As one of the top players in the Class of 2017, 6-foot-8 small forward Michael Porter Jr. has been on the receiving end of attention from many high-major programs. Monday night Porter, a native of Columbia, Missouri who’s ranked second in the class by Rivals.com, revealed his top five schools at this point in time.
The five schools that made the cut (in alphabetical order): Indiana, Missouri, Oklahoma, Virginia and Washington.
Of the five schools on Porter’s list Missouri and Washington may be the most interesting given the family connections. Not only is Missouri the hometown school, but Porter’s older sisters Bri and Cierra are members of the women’s basketball team.
And one of the assistants on that coaching staff was Porter’s father, who earlier this spring joined Lorenzo Romar’s staff at Washington. The elder Porter isn’t the only Washington connection either, with Michael’s younger brother Jontay being a commit in the Class of 2018.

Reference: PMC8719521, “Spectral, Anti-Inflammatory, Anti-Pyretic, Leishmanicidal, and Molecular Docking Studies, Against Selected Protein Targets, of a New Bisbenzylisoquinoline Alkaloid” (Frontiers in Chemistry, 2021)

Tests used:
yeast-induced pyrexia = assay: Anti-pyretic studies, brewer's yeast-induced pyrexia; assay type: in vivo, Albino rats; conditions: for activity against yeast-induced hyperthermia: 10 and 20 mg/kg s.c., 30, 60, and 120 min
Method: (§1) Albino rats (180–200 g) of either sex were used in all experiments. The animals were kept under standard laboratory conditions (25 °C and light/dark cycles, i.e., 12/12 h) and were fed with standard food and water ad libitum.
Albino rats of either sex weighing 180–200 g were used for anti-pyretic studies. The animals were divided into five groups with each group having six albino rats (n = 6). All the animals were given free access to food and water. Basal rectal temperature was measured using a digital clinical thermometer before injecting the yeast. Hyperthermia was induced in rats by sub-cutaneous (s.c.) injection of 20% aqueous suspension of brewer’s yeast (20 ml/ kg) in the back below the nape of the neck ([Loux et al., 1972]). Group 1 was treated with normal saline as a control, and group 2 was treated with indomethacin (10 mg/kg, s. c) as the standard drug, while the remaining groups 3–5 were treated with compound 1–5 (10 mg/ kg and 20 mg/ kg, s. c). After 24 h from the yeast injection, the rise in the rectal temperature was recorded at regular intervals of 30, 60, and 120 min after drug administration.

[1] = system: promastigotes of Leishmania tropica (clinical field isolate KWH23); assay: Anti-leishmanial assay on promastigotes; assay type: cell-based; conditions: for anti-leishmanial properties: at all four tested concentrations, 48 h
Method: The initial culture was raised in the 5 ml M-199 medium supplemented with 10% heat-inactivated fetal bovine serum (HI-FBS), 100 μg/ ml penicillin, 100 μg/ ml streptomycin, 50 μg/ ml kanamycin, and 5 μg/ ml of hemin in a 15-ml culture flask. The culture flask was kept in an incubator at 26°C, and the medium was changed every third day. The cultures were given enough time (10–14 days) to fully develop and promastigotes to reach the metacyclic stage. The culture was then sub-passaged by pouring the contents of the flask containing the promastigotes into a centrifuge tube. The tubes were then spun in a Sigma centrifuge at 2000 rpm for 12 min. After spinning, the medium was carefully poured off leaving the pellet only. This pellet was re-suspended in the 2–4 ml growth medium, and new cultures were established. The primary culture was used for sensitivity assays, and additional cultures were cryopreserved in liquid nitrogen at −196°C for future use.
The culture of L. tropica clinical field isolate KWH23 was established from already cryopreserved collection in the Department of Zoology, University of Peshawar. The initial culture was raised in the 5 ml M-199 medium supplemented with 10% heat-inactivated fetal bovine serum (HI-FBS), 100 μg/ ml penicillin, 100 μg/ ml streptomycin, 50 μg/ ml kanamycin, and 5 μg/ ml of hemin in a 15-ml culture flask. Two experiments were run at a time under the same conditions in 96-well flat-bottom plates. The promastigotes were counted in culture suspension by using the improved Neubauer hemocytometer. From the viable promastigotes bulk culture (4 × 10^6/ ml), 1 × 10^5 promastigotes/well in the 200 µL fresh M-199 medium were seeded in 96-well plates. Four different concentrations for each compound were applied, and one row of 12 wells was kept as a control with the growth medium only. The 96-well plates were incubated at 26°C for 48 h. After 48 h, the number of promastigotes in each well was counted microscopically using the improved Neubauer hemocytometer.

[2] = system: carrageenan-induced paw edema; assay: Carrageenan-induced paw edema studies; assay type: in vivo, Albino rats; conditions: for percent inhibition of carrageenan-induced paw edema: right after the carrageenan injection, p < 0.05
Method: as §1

With the loss of all-conference forward Jalen Jones, Texas A&M was in a position where they could afford to add another front court body alongside the likes of Tyler Davis and Tonny Trocha-Morelos. Thursday afternoon head coach Billy Kennedy and his staff managed to do just that, as 6-foot-9 forward Eric Martinez Vila made his pledge to the SEC program.
News of Vila’s commitment was first reported by TexAgs.com, and the FC Barcelona Lassa (that’s the club’s basketball program) product took visits to Texas A&M, Missouri and Wake Forest earlier this spring. Vila’s viewed as more of a combo forward, with the ability to step away from the basket and hit perimeter shots, giving the Aggies some added versatility in the front court.
Vila has plenty of experience playing for both FC Barcelona’s B team (however he did appear with the A-team during the 2014-15 season), and he represented Spain in the 2014 FIBA U16 EuroBasket and 2015 FIBA U18 EuroBasket events. Vila is the fifth member of Texas A&M’s 2016 class, joining guards J.J. Caldwell and J.C. Hampton, wing DeShawn Corprew and forward Robert Williams.